During the 2017-2018 school year, educators, including mentor teachers and graduate students, and families, are participating in a research group examining the goals of Anti-Bias Education. Click here to read more about this group.

“Brown bear, brown bear, what do you see? … I see children looking at me.”

Many of us have been taught, directly or indirectly, that this book is a lovely example of inclusive, non-bias, “colorblind” literature – sure to support children from diverse racial backgrounds in feeling comfortable and welcome – as there are children who appear Black, Asian, Latinx, and White all pictured happily together.

Marissa Tafura visited Boulder Journey School in October to join our community of educators and families in better understanding Reading for Racial Justice. She prompted us to examine the true message that we are portraying when we say we are “colorblind”. Marissa pointed out that we have been, “socialized to think that naming race is racist.” However, rather than being inclusive, an attitude of “not seeing race” erases diverse perspectives and someone’s experience in the world. She pointed out that just as we typically acknowledge someone’s gender, it’s similarly important that we acknowledge a person’s racial identity as central to who they are.

Marissa works with Empowering Kids Colorado and Showing Up For Racial Justice to encourage active participation in anti-bias practices that support racial justice. She shared that her own background, a white woman growing up in a culture that encouraged silence on topics of race, has shaped her own perspective on the topic. She reminded us that acting for racial justice is messy, and that we must be open to embracing our mistakes on the topic and learning from them. It is okay to ask our kids, “I didn’t like the way I phrased that, can we revisit the topic?”

As a community, we reflected that, while we are growing more comfortable engaging children when they bring a topic or question to us, we are less sure how to initiate conversations. Marissa shared tips for examining the books we offer as entry points into new conversations about race.

According to statistics compiled in 2015, 73.3% of children’s books published that year featured White protagonists, 12.5% featured non-living protagonists, 7.6% feature African and African-American protagonists, 3.3% feature Asian Pacific and Asian Pacific-American protagonists, 2.4% feature Latinx protagonists, and .9% feature Native American and First Nation protagonists. A great place to start is checking to see whether racial diversity is present in the books offered to children.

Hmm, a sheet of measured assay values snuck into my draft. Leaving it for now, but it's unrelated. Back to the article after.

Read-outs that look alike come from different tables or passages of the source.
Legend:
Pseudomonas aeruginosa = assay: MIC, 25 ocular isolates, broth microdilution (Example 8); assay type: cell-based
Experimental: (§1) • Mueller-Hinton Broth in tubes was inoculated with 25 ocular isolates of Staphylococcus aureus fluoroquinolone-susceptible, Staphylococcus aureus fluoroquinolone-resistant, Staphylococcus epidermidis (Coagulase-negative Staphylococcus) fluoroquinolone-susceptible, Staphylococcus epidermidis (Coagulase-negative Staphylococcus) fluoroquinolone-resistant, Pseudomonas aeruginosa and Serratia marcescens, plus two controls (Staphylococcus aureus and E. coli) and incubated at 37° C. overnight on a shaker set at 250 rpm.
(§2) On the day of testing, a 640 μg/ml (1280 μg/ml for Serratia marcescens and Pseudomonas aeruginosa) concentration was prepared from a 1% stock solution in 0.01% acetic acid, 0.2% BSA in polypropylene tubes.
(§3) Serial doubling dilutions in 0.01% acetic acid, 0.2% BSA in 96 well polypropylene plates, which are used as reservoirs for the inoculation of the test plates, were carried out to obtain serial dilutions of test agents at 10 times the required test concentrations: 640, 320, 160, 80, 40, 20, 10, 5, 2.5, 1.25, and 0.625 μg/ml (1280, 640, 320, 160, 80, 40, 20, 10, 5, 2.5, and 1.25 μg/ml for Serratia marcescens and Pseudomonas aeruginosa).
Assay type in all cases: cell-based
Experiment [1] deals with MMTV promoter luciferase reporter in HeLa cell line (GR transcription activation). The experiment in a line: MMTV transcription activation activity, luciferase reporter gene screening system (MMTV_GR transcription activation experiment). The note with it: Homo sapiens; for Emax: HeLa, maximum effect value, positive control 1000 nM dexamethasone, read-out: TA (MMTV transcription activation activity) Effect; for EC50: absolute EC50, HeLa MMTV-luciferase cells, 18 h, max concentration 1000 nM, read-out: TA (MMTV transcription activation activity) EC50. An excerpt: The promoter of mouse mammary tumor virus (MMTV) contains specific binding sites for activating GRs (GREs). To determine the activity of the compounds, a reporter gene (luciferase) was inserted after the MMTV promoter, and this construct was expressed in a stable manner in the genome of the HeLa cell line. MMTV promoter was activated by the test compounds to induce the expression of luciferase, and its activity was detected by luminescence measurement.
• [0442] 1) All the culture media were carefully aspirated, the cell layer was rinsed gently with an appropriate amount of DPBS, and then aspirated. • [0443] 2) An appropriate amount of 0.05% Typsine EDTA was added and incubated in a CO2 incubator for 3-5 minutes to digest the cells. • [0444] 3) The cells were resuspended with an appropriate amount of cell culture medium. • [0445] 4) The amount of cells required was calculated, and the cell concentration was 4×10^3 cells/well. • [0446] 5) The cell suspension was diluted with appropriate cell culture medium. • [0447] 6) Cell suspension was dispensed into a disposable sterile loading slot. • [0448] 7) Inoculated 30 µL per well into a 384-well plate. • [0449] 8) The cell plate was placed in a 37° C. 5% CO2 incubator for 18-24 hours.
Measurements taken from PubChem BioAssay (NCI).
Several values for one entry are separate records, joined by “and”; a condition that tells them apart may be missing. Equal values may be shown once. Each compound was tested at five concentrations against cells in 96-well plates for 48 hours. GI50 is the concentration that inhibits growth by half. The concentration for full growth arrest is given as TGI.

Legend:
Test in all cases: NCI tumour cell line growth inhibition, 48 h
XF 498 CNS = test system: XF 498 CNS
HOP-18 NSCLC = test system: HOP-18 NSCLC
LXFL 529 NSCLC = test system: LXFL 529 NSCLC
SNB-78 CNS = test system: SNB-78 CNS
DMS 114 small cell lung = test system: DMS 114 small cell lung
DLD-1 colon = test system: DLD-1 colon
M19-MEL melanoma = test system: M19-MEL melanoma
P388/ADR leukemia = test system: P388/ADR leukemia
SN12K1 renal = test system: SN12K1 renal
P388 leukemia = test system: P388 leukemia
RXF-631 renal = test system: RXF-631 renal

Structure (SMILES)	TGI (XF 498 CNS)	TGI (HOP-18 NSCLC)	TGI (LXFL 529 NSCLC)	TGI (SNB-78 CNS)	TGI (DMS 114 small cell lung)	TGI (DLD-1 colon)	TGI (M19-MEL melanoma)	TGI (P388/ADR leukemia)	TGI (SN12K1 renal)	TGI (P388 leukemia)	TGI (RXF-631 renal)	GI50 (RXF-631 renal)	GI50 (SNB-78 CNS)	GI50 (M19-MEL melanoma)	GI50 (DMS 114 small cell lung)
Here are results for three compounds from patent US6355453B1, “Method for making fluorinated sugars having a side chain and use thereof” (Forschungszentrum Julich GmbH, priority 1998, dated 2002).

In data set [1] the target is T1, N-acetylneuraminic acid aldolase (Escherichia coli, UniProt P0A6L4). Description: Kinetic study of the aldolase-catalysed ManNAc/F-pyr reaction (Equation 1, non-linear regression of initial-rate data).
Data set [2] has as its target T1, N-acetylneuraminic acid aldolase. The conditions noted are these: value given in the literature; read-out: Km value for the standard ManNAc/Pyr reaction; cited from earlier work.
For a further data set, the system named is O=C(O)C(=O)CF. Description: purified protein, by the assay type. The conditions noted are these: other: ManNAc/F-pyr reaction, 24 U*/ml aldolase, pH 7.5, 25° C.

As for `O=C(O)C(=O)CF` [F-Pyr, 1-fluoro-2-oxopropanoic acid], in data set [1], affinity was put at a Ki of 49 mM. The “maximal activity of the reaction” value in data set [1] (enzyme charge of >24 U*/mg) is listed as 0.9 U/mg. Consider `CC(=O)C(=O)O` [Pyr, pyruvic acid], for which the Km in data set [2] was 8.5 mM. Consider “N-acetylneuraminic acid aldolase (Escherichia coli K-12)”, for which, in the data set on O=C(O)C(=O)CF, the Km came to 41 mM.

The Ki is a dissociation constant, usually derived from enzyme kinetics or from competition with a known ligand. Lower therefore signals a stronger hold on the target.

Marissa reminded us that the presence of racial diversity is not enough, however. We must also check to see whether there is racial diversity among the authors of the books we offer.

Additionally, books should be diverse in the stories they tell. It is crucial to have more than just stories of oppression or over-coming oppression; they should also tell stories of normalized life as a person of color, stories of activism, and stories of contribution from people of color.

It is also important to name race, including Whiteness, so that children can become practiced in identifying racial constructs.

So, when reading Brown Bear, Brown Bear, a book that is all about naming differences that we see in animals, when we come to the last page, let’s discuss the races of the children who are “looking at me”.

What strategies do you use to support anti-bias in your classrooms or at home?

 

Resources from Marissa

 

http://www.empoweringkidscolorado.com/resources/

http://www.empoweringkidscolorado.com/wp-content/uploads/2017/04/children_colorblind.pdf

https://www.safetypinbox.com/kids

Visiting Spaces: A Professional Development Experience

Our best source of professional development is observing one another and questioning our practices. To do this, we have to create a space that is safe. We make sure to ask questions of all of the teachers, new and long-standing.” – Alison Maher, Education Director

When we invite people into our space, it changes the dynamics. We are always striving to offer the best possible experiences for the children in our classrooms. When visitors arrive, we must also consider how to offer the best possible experiences for children in classrooms around the world.

In September 2017, teachers, administrators, and professors from the Kingdom of Saudi Arabia visited Boulder Journey School. In collaboration with Videatives, Inc., we hosted the visitors as part of an international study tour, organized by the National Association for the Education of Young Children (NAEYC). The tour was designed to examine early childhood programs and initiatives in international contexts to inform the National Early Childhood Curriculum in the Saudi Arabian Kingdom.

Our visitors spent two days observing in classrooms, taking notes on the interactions between children, mentor teachers, and graduate students in the Boulder Journey School Teacher Education Program. They unpacked their observations during afternoon dialogues that included presentations and remarks by Boulder Journey School and Videatives, Inc. educators.

One visitor shared that her takeaways from the experience included the understanding that, “the environment is very important. A mindful teacher is even more important.”

Through visits such as these, we grow not only as educators, but also as advocates for quality in early childhood education worldwide.

Delegates from the Kingdom​ ​of​ ​Saudi​ ​Arabia​ ​Early​ ​Learning​ ​Curriculum​ ​Project with NAEYC representatives, and educators from Boulder Journey School and Videatives, Inc.